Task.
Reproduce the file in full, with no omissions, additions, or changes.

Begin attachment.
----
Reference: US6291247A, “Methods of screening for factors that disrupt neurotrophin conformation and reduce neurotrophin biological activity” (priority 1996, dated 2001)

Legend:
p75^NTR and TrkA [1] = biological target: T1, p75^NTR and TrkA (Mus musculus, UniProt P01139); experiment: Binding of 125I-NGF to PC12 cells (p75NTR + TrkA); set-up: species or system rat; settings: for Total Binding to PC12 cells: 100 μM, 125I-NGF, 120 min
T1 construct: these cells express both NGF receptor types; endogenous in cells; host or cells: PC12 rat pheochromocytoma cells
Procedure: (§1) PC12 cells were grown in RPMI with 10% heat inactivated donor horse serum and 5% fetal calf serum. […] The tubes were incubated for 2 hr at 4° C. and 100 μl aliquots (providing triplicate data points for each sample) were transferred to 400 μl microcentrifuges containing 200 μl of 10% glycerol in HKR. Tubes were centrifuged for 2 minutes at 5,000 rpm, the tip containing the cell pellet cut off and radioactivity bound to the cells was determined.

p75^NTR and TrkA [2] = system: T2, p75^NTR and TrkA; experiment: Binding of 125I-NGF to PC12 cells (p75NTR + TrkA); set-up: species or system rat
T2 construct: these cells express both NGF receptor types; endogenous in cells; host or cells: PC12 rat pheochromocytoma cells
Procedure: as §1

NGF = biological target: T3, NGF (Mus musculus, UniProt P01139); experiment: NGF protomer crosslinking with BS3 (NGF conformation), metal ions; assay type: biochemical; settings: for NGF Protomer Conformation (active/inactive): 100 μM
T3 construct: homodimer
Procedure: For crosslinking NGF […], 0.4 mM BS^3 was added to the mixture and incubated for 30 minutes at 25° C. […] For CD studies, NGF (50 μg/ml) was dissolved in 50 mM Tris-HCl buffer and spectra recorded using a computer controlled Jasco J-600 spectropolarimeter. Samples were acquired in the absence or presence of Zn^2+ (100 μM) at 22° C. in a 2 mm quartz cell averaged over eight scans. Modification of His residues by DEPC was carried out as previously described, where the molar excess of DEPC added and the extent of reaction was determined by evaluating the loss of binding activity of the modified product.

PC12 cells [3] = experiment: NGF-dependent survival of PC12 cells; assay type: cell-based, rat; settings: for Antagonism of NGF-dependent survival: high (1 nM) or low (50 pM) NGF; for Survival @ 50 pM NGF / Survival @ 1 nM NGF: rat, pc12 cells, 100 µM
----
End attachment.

Reference: US6291247A, “Methods of screening for factors that disrupt neurotrophin conformation and reduce neurotrophin biological activity” (priority 1996, dated 2001)

Legend:
p75^NTR and TrkA [1] = biological target: T1, p75^NTR and TrkA (Mus musculus, UniProt P01139); experiment: Binding of 125I-NGF to PC12 cells (p75NTR + TrkA); set-up: species or system rat; settings: for Total Binding to PC12 cells: 100 μM, 125I-NGF, 120 min
T1 construct: these cells express both NGF receptor types; endogenous in cells; host or cells: PC12 rat pheochromocytoma cells
Procedure: (§1) PC12 cells were grown in RPMI with 10% heat inactivated donor horse serum and 5% fetal calf serum. […] The tubes were incubated for 2 hr at 4° C. and 100 μl aliquots (providing triplicate data points for each sample) were transferred to 400 μl microcentrifuges containing 200 μl of 10% glycerol in HKR. Tubes were centrifuged for 2 minutes at 5,000 rpm, the tip containing the cell pellet cut off and radioactivity bound to the cells was determined.

p75^NTR and TrkA [2] = system: T2, p75^NTR and TrkA; experiment: Binding of 125I-NGF to PC12 cells (p75NTR + TrkA); set-up: species or system rat
T2 construct: these cells express both NGF receptor types; endogenous in cells; host or cells: PC12 rat pheochromocytoma cells
Procedure: as §1

NGF = biological target: T3, NGF (Mus musculus, UniProt P01139); experiment: NGF protomer crosslinking with BS3 (NGF conformation), metal ions; assay type: biochemical; settings: for NGF Protomer Conformation (active/inactive): 100 μM
T3 construct: homodimer
Procedure: For crosslinking NGF […], 0.4 mM BS^3 was added to the mixture and incubated for 30 minutes at 25° C. […] For CD studies, NGF (50 μg/ml) was dissolved in 50 mM Tris-HCl buffer and spectra recorded using a computer controlled Jasco J-600 spectropolarimeter. Samples were acquired in the absence or presence of Zn^2+ (100 μM) at 22° C. in a 2 mm quartz cell averaged over eight scans. Modification of His residues by DEPC was carried out as previously described, where the molar excess of DEPC added and the extent of reaction was determined by evaluating the loss of binding activity of the modified product.

PC12 cells [3] = experiment: NGF-dependent survival of PC12 cells; assay type: cell-based, rat; settings: for Antagonism of NGF-dependent survival: high (1 nM) or low (50 pM) NGF; for Survival @ 50 pM NGF / Survival @ 1 nM NGF: rat, pc12 cells, 100 µM